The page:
The young women here are wonderful and so grateful for the opportunity for further education. They really appreciate spending time with visitors and teams. I think one of the blessings of spending time here is the realization that they are so appreciative and so grateful for what they have – and it really is very humbling.

One of our graduates from three years ago arrived Friday afternoon – Judy C. She came really to visit with Chris. Judy is an impressive young woman. After graduation from TLC in 2016, she started a retail resale business on Facebook. She fully repaid her micro loan from TLC in 12 months. She worked for 2 years at a call center – doing medical translation services. She also volunteers with US Medical Brigades – taking teams into rural communities. She told us that in one week – a recent team saw over 800 patients. And she has started a cooperative of women/stay-at-home mothers in two communities making and selling jewelry. Finally, she is taking classes at University. Her future is limitless and she will definitely brighten the future of Honduras.

Our weekend was very full. Friday after classes was a campus soccer game, and Friday night was Movie Night featuring My Big Fat Greek Wedding. Saturday afternoon was a hike to the waterfall and that evening was a bonfire – marshmallows, games, singing, skits and general silliness. Yesterday we had a picnic lunch along the river – it was a very beautiful sunny day. The girls made chicken salad. Last night was our praise worship service and a wonderful message from the book of Luke.

So we are back to classes this morning!

The GMU Arise team leaves tomorrow and a team will arrive from Lafayette College. Teams are very important to ministries and missions for many reasons – but honestly its so wonderful to see the experiences and benefits that participants on teams receive. For many it is a life changing experience.

We know the snow has been challenging for many of you. The TLC students have really enjoyed seeing the pictures and videos some of you have sent of snow activities. They are jealous! Can you imagine if you never experienced snow in your life?

Blessings from Honduras,

Dan

Reflections & News After the First Week at TLC

Dear Friends and Family,

Chris and I have been here at The Leadership Center for a week now. We are happy to be back and are getting to know the newest class of students, the first years.

Honduras is very much in the US news lately. Immigration, caravans, violence, poverty … many opinions.

And it’s also a topic here at The Leadership Center as most of the 30 young women on campus have family or extended family in the states. Most of the stories we hear about people that leave Honduras for the US, are very sad. They love their country but feel they have no other option to escape desperate poverty. Families break up as often fathers or mothers leave with some children but not all. Their intent generally is to make money to send home. But the continued societal problems here in Honduras are the root cause of the issues that force people to desperate actions. That is exactly why our educational mission and ministry here is so important. We want to enable these young women to make positive changes in their communities and in their country. And believe me, our students and our graduates are doing that in real ways. Over 90% of our graduates are employed and helping their families and their communities.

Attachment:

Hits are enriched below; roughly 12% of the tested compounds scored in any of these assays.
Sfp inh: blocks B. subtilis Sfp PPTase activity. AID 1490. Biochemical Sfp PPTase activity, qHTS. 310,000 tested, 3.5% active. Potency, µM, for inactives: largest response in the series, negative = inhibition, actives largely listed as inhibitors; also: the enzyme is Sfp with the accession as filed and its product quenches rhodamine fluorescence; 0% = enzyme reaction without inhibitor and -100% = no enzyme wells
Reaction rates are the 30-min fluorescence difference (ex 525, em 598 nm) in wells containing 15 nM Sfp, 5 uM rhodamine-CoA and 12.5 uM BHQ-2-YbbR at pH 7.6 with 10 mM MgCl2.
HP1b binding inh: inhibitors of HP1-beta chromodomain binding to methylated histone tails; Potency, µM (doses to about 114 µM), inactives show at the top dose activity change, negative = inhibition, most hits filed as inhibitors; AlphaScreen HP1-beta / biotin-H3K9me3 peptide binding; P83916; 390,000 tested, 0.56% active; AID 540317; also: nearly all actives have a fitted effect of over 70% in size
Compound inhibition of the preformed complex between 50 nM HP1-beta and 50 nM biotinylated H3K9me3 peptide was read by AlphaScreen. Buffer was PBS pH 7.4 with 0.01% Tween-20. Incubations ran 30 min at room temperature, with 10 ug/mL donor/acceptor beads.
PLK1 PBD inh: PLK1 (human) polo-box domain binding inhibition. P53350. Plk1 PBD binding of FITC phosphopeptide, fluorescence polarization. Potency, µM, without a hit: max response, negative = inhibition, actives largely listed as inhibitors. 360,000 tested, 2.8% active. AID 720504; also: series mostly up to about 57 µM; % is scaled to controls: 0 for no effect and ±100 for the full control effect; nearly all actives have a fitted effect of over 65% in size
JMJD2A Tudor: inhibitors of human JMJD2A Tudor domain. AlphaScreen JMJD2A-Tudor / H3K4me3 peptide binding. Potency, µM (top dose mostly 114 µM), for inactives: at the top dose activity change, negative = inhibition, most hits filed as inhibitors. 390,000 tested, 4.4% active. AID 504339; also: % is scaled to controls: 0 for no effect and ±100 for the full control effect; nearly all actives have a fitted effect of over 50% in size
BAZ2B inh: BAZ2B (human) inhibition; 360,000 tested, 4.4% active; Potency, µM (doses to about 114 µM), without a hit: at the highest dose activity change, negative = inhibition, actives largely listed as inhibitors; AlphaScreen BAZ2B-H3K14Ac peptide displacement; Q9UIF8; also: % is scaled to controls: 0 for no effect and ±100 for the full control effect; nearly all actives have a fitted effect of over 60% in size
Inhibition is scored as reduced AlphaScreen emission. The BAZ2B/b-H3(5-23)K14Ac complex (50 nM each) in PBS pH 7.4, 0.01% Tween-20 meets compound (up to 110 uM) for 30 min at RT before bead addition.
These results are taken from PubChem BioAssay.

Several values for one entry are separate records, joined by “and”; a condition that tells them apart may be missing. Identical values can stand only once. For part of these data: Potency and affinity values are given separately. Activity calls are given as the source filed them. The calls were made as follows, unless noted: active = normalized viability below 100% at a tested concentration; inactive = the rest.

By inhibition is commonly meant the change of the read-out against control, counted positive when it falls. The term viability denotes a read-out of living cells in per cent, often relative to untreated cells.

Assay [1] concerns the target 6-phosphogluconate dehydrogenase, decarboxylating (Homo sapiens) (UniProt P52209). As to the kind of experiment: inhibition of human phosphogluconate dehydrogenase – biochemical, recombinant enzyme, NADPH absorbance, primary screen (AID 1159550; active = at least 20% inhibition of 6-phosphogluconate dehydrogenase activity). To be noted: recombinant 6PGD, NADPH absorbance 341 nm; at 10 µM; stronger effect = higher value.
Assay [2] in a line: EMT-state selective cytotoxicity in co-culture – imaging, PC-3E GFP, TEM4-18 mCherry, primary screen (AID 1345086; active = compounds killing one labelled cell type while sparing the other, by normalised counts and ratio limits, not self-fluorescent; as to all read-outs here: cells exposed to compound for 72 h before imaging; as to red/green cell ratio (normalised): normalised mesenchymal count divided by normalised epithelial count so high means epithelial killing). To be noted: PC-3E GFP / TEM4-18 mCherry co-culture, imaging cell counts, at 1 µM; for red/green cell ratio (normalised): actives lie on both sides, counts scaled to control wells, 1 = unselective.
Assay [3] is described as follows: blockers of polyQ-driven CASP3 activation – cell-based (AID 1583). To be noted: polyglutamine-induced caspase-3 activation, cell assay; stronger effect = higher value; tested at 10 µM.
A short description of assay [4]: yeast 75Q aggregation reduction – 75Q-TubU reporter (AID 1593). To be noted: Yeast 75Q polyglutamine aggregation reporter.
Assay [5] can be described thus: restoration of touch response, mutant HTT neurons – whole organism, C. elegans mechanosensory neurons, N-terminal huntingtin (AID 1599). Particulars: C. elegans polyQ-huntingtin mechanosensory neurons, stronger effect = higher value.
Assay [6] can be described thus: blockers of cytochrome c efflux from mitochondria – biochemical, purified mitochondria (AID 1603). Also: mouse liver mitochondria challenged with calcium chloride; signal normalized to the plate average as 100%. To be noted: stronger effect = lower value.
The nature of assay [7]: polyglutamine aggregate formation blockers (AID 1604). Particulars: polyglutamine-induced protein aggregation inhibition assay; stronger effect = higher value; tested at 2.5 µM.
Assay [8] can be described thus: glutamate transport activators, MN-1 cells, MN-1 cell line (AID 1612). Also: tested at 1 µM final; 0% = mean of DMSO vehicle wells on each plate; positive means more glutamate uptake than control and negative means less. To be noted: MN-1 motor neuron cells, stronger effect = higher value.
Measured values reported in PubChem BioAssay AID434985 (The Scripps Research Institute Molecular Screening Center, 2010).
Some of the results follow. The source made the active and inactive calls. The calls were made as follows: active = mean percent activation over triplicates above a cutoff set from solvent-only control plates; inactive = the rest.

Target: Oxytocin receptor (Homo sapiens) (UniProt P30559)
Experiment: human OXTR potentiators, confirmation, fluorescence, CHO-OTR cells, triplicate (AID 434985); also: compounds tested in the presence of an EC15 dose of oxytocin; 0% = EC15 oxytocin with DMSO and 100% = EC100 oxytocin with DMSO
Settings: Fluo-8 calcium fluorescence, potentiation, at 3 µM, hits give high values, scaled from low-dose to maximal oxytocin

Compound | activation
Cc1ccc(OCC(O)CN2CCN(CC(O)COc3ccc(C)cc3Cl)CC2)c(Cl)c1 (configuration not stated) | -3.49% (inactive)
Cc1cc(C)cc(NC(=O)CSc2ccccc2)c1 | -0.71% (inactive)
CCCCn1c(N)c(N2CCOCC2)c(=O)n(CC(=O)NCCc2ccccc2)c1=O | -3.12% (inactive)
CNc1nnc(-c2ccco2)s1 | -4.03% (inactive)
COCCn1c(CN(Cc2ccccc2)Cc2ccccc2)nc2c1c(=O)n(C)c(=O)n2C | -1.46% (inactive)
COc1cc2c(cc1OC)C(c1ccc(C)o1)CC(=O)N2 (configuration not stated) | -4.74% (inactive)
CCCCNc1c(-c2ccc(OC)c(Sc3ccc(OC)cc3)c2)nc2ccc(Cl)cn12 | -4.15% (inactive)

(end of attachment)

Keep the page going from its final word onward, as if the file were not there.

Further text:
The first year students are a very lively bunch. They have four English classes a day and are doing well. I was reading with Eva, the student we sponsor, this afternoon after her last class. Actually she was reading to me!

The picture is of the first year students eating a plant, La Penca, that grows behind a couple of the casitas. It’s a cactus type plant. They skin it and put it in a mixture of cumin, hot sauce, lime and salt. It’s very tasty.

Chris has been sewing with the second year students and they have also enjoyed knitting caps, which they are all wearing at night since it’s been cold.

Right now Chris has a reading group in our casita so I am hanging out in the Staff House as I send you this note. The girls love to read short stories with Chris and hot tea and cookies are enjoyed as well!

Second years are studying community development and leadership this quarter. They are working on a clean water project in a nearby community. I did a couple entrepreneurial warm up classes with them earlier this week. A prelude to coming back to teach business classes in January.

I thought you would enjoy this picture of the guy on a horse riding through campus yesterday. He was delivering some kitchen supplies (Amazon light!).

We wish you a wonderful Thanksgiving. We have a lot to be thankful for – so many blessings. And that is how these grateful young women feel and act every day here at The Leadership Center.

Blessings from Honduras!

Dan

Our Next TWO Mission Trips

Dan and Chris Moore announce their next trips to The Leadership Center in Honduras. They would love to share this experience with you.

The destination, The Leadership Center, is a post-secondary school for women unable to afford University schools. We offer a two-year residential program in English, Leadership, Community Development and Liberal Arts.

The next trip is scheduled for November 9-26. Interested persons could join Dan and Chris for all or a part of the trip.

Another trip is scheduled for January, leaving about the 9th and returning on February 5. Again, joining the team for part of the time is possible.

The cost for the trip is between $500-$750 plus airfare. Partial stipends are available for Trinity members.

We would love to share this experience and interested persons should contact Dan or Chris.

Success for All!

Dear Friends and Family,

We hope you are all well. We are fine here at TLC. We fly back today and are eaded to the airport very soon.

It’s been an amazing last week on campus. It is such a blessing to be here.